If you're in the business of turning a beloved TV series into a video game, it's best to start with the very essence of what you're trying to capture. Going after HBO's take on Game of Thrones? You'll want politics and consequence as well as a downtrodden world (and good luck to Cyanide, which is taking on that very task, but it's hard not to wonder what the likes of CD Projekt could have done with the premise). Doing EastEnders? You'll want to preserve the misery and the improbable melodrama (sounds just about perfect for David Cage, in fact).
And if you're doing Doctor Who, you'll want to preserve the lovable if slightly wonky heart of a show that's endured for coming up to 50 years. Sadly, that's something that recent attempts have failed to acknowledge. Recent DS efforts seemed to have forgotten completely that they had the good Doctor to hand, while Sumo's adventure games, for all their charm, fell a little short on quality.
So offer a warm welcome to Doctor Who: The Eternity Clock, a new venture from the BBC that's doing its very best to avoid the mistakes of its predecessors. It's one of the first fruits of a new approach to gaming from the BBC. Outings such as the adventure games were a product of the public service part of the corporation, whereas this is the product of a new commercial arm, and it's one that's very serious about getting games right.
To that end, it's working on a more focused take on gaming, and one of the first fruits is this: a 2D scrolling action game produced in collaboration with Supermassive Games that's coming to PC, Mac and PlayStation Network, where it'll be available on both PS3 and Vita.
Made using the Unreal 3 engine, it's a mixture of platforming, puzzling and exploration that's lightly reminiscent of the likes of Shadow Complex - but Supermassive's been smart enough to make sure all those elements serve the licence well.
The set-up is standard Doctor Who fare - and that, of course, is a very good thing. The Tardis has crashed, leaving you stranded and allowing Matt Smith (who lends his image as well as allowing his gangly limbs to be mo-capped) to do what he does best, manically tending to chattering brass devices and dancing around like a drunken octopus.
It's a present-day London that the Doctor finds himself in, exiting the Tardis to a handsomely realised Bank of England. It's a part of London that you'll get to know well over the course of The Eternity Clock, as it's all set within the same locale, but across four different eras that you'll explore in a 2D adventure that's told in 3D.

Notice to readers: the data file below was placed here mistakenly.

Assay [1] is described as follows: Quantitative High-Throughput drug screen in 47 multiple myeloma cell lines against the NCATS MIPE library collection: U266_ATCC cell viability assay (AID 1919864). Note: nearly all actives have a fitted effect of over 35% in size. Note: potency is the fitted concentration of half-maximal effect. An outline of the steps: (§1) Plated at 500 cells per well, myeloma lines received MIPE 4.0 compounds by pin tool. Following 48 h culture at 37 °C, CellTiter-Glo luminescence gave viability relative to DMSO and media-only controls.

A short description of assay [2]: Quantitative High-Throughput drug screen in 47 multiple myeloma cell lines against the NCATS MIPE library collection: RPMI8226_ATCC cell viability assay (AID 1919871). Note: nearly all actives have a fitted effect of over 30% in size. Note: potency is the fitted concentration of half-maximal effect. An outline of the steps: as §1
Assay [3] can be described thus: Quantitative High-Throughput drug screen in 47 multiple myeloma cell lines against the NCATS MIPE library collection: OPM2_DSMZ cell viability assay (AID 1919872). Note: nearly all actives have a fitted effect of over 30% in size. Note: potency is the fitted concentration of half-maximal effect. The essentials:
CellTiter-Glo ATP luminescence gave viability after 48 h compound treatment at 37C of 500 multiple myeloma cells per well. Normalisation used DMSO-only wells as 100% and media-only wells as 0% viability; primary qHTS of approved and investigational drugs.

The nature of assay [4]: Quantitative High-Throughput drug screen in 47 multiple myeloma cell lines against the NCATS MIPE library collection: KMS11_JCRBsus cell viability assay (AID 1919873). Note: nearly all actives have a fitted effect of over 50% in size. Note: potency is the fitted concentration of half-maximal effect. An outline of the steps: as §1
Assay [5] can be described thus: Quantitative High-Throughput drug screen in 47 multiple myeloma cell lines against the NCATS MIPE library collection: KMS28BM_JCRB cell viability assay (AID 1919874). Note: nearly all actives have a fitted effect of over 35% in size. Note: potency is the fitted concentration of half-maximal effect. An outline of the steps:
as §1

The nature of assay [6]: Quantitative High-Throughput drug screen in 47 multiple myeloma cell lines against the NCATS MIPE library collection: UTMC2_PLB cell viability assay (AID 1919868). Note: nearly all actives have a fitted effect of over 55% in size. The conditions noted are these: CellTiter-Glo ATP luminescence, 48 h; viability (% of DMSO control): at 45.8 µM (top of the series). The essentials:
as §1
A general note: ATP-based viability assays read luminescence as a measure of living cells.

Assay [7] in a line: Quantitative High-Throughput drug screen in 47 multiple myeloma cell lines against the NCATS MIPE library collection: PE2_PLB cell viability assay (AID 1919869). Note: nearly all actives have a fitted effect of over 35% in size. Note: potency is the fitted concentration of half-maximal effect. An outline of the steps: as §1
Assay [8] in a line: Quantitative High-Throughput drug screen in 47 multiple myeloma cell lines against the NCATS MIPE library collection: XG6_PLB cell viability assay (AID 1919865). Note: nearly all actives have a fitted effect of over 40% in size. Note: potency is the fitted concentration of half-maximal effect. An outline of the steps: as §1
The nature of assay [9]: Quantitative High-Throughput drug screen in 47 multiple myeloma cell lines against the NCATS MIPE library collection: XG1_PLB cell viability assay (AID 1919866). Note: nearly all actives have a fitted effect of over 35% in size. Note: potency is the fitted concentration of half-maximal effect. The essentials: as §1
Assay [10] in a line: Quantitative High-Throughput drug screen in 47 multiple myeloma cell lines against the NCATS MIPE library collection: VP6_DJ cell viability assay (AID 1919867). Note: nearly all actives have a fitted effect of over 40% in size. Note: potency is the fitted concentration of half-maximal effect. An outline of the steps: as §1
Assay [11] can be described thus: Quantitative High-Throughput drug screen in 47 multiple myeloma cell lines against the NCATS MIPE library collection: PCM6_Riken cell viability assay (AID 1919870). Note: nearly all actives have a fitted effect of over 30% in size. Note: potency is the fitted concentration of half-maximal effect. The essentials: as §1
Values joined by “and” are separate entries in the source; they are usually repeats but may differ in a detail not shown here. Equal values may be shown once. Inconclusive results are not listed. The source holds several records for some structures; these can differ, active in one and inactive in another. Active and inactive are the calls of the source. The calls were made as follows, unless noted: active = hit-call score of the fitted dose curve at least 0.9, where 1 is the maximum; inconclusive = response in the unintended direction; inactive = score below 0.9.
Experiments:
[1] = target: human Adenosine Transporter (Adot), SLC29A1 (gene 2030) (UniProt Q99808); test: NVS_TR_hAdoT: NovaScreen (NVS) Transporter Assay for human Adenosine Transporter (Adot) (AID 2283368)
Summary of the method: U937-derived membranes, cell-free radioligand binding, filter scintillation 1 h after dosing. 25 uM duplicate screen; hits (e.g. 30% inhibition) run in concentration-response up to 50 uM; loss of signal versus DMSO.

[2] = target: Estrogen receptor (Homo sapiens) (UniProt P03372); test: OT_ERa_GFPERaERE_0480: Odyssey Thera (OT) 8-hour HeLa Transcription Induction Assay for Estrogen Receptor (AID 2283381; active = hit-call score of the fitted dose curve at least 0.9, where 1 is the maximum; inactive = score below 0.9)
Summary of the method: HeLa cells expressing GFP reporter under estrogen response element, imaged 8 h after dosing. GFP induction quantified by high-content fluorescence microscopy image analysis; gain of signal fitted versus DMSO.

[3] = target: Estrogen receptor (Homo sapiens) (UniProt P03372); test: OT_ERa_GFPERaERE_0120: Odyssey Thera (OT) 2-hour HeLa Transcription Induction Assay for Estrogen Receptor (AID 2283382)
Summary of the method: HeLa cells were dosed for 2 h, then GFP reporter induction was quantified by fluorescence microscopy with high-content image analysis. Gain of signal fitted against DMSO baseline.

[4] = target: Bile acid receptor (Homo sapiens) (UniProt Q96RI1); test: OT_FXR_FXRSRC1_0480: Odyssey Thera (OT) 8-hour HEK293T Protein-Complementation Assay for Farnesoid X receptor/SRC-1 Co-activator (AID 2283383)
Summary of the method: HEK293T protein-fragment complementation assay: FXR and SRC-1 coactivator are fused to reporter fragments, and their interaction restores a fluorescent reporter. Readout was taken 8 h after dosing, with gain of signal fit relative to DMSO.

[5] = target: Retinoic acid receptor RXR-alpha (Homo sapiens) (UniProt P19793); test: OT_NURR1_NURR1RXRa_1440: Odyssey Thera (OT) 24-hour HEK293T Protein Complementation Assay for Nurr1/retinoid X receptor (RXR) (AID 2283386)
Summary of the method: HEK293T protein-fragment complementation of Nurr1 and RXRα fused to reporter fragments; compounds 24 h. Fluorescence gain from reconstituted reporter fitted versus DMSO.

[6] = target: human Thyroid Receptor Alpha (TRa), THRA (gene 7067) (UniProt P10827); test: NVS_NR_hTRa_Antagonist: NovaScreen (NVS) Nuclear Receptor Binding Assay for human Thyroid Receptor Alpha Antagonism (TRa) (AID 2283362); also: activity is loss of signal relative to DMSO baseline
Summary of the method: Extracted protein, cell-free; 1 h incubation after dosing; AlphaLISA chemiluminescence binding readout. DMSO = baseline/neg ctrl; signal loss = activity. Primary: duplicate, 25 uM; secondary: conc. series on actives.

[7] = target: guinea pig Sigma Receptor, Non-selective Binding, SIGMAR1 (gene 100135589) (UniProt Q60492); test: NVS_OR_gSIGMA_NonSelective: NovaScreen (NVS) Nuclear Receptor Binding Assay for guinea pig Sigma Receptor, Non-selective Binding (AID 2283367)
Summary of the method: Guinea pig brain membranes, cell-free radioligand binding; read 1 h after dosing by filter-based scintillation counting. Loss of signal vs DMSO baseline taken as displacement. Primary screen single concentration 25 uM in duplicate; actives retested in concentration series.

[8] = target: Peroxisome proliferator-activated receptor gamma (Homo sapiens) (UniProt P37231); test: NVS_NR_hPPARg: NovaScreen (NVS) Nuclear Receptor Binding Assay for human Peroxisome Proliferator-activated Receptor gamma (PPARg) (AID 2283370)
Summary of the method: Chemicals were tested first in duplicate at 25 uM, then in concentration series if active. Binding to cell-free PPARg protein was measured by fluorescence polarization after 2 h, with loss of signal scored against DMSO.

It's the first time that time travel has featured in a Doctor Who game, which comes as something of a shocking revelation - doing the Doctor service without the wibbly-wobbly timey-wimey stuff is like getting the FIFA license and not bothering to put the ball in the final product.
So there's an Elizabethan London and a Victorian one that sit alongside a present-day take and one plucked from the far future. It's fundamentally the same space, but details change - so a textile factory from Elizabethan times becomes a sterile office block in present day, while in the future it's a complex from which leagues of Cybermen spew forth.
An action in one period could have an effect on another, and the period interweaves not only across time but also across two different characters. The Doctor, as canon dictates, is a pacifist, solving puzzles by wielding a Sonic Screwdriver that's mapped to the right stick. River Song, the second playable character, brings a little firepower to the proceedings, and the two work in tandem across a co-op campaign.
In single-player you'll get to play both characters, and their interactions have been handled smartly. One instance sees a horde of Cybermen approaching the pair: as the Doctor you've got to solve a small logic puzzle, your progress being timed, and it's that time that will dictate how long you'll have to fight off the enemy when you get to play as River in that section later in the campaign.
All in all it's a smart and thoughtful handling of the source material, and one that's born from a passion for the licence at Supermassive. Doctor Who: The Eternity Clock is a bit low-budget, its sets a little creaky, but it's got some big ideas and an even bigger heart. A little like the show itself, then.